Meckel’s diverticulum is the most common congenital malformation of the small intestine. Clinical symptoms can mostly be related to a heterotopic tissue in the diverticulum and abnormal fixation of the tip of the diverticulum. Meckel’s diverticulum is diagnosed using multiple modalities such as conventional radiography, barium studies, ultrasonography, computed tomography, scintigraphy, digital subtraction angiography, laparotomy, capsule endoscopy, and double-balloon enteroscopy (DBE) [4, 5]. However, it is known to both radiologists and clinicians that the preoperative diagnosis of symptomatic Meckel’s diverticulum is difficult . Our case was diagnosed by DBE and technetium-99m pertechnetate scintigraphy. DBE is an excellent diagnostic modality because direct observation of both Meckel’s diverticulum and ulceration and histopathological diagnosis by endoscopic biopsy are possible . However, DBE should be used complementarily with other less invasive examinations such as technetium-99m pertechnetate scintigraphy to confirm or establish the diagnosis . We also performed technetium-99m pertechnetate scintigraphy as a supplemental examination, which showed a hot spot in her lower right abdomen. It is a noninvasive examination specifically of ectopic gastric mucosa and not Meckel’s diverticulum, and is helpful in determining the approximate location of a lesion. Furthermore, it is a useful diagnostic method for pediatric patients because it has a higher sensitivity in the range of 85–90 % in children than in adults (approximately 60 %) .
Sagar et al. reported that bleeding from Meckel’s diverticulum due to ectopic gastric mucosa is the most common clinical presentation particularly in young patients . Ectopic gastric and pancreatic tissues frequently found in the diverticulum are the primary causes of gastrointestinal bleeding, because highly acidic secretions from gastric tissues and alkaline secretions from pancreatic tissues cause ulcerations of the adjacent normal ileal mucosa . With regard to the incidence of small bowel tumors, according to a report of analysis of a prospectively collected database of double-balloon enteroscopy, of the 1106 patients who underwent double-balloon enteroscopy procedures, 134 (12.1 %) were reported to have a small bowel tumor, of whom 36 (26.9 %) had obscure gastrointestinal bleeding and 20 (14.9 %) had overt gastrointestinal bleeding . Sometimes, Meckel’s diverticulum may present as an intraluminal polypoid mass causing small bowel obstruction when the diverticulum is inverted into the ileum. In our case, we found a polypoid lesion inside of Meckel’s diverticulum with ectopic gastric mucosa which caused gastrointestinal bleeding. By searching PubMed (www.ncbi.nlm.nih.gov/PubMed, from 1977 to Dec 2015) using a combination of MeSH terms including “Meckel’s diverticulum” and “polyp”, we found only two reported cases of Meckel’s diverticulum with polypoid lesions causing gastrointestinal bleeding diagnosed by capsule endoscopy [9, 10]. In our case, transanal DBE revealed a polypoid lesion inside of the diverticulum and an intestinal ulceration in direct contact with the polypoid lesion. Furthermore, the surgically resected specimen showed a pedunculated polyp in the diverticulum with the ulceration adjacent to the polypoid lesion. Histopathologically, ectopic gastric mucosa existed at the head of the polypoid lesion, indicating that the ulceration was caused by exposure of the ectopic gastric mucosa not by mechanical stimulation or ischemia due to intussusception. How a polypoid lesion in Meckel’s diverticulum develops is unknown. It has been suggested that chronic abnormal peristaltic movements caused by the ectopic tissue at the bottom of Meckel’s diverticulum may secondarily lead to the formation of a polypoid lesion. Moreover, the elevated ectopic gastric mucosa may be easily exposed to the adjacent small intestinal mucosa, formation of ulcer.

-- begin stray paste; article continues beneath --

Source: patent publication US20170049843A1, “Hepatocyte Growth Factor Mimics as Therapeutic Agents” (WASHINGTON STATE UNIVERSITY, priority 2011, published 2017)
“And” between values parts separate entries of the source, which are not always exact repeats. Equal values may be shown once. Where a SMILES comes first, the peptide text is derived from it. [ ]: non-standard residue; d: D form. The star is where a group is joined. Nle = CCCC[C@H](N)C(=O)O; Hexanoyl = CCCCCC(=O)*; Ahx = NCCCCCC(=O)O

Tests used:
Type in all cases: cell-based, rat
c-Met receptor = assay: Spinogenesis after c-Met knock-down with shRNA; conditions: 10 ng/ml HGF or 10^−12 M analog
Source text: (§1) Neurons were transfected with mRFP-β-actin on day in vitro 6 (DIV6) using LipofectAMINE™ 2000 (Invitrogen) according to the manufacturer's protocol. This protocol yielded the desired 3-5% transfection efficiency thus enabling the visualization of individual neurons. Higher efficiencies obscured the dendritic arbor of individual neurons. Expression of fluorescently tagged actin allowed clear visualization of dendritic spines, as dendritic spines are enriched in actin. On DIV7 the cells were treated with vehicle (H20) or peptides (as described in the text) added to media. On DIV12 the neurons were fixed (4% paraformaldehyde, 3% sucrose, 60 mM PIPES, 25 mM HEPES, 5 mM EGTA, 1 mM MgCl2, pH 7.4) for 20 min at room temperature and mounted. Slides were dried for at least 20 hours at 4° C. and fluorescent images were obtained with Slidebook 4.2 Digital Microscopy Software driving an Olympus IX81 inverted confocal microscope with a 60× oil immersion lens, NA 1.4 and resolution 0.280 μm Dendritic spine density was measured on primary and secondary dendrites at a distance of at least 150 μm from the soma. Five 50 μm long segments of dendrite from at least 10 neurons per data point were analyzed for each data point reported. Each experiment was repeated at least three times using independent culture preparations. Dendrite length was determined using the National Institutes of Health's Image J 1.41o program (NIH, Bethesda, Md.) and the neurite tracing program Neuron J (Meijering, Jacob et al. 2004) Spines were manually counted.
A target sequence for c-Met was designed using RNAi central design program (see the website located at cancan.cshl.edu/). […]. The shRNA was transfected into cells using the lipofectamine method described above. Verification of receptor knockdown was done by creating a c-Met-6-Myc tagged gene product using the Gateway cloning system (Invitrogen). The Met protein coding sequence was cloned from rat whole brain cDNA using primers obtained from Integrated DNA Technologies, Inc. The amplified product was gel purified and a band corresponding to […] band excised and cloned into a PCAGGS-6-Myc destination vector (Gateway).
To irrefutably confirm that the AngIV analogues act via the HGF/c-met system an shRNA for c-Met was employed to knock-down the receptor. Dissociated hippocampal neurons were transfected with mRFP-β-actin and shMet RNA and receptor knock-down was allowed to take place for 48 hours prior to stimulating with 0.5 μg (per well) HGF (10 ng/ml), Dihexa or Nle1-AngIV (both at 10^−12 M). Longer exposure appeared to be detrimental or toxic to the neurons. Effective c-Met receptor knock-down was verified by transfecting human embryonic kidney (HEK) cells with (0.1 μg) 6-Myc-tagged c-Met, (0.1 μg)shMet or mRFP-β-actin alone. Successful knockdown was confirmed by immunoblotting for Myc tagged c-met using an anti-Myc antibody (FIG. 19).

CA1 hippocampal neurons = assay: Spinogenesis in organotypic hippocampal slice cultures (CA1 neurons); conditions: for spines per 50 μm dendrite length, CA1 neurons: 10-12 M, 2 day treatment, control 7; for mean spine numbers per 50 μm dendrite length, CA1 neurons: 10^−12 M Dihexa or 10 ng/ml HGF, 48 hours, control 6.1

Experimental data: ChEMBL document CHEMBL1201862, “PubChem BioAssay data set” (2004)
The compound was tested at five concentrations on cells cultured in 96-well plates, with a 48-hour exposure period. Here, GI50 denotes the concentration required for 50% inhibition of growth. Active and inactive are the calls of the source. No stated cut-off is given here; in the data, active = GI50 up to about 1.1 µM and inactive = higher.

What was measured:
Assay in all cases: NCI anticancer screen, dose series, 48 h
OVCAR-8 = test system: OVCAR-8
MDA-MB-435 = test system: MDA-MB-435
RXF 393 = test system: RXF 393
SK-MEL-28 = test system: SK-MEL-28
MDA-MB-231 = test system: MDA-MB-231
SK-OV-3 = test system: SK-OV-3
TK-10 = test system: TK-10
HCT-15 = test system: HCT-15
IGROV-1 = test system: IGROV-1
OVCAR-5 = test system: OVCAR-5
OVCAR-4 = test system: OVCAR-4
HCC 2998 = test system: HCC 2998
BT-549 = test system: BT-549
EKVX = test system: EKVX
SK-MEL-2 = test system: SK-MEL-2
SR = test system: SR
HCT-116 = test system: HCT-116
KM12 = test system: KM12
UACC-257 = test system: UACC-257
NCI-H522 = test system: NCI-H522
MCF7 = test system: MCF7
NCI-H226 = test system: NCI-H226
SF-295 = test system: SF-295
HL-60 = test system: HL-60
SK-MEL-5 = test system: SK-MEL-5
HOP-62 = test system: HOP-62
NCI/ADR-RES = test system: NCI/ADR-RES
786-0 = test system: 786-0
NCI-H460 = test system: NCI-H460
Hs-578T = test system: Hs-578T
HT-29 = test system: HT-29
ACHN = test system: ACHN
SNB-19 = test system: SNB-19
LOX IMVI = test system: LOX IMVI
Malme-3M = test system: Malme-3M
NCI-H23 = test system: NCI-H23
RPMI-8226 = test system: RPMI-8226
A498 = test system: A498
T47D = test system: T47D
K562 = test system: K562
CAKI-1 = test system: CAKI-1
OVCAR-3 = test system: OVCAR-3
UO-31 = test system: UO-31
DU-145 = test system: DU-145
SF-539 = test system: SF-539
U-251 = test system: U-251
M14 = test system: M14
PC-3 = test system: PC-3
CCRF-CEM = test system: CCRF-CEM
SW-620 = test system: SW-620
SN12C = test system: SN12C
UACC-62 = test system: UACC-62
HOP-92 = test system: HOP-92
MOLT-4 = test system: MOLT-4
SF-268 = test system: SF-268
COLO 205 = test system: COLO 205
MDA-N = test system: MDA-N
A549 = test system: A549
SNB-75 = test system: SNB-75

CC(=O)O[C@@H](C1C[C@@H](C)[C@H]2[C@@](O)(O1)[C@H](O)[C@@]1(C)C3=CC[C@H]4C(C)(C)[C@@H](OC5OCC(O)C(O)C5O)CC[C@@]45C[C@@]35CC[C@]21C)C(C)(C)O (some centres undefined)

Surgical management, including diverticulectomy or segmental bowel resection and anastomosis, is required for Meckel’s diverticulum, and laparoscopic excision has been increasingly used owing to the advances in the development of minimally invasive surgery in children . Furthermore, single-incision laparoscopic techniques have recently been adopted as a laparoscopy-assisted surgical option, which would be otherwise required for specimen extraction, and are potentially associated with the decrease in port-site- and incision-related morbidity, reduced postoperative pain, and improved cosmetic features . In our present case, single-incision laparoscopy-assisted umbilical minilaparatomy was performed, which enabled the examination of the abdominal cavity, easy detection of the lesion, bowel extraction outside of the body, and segmental bowel resection via the smallest possible wound required for anastomosis.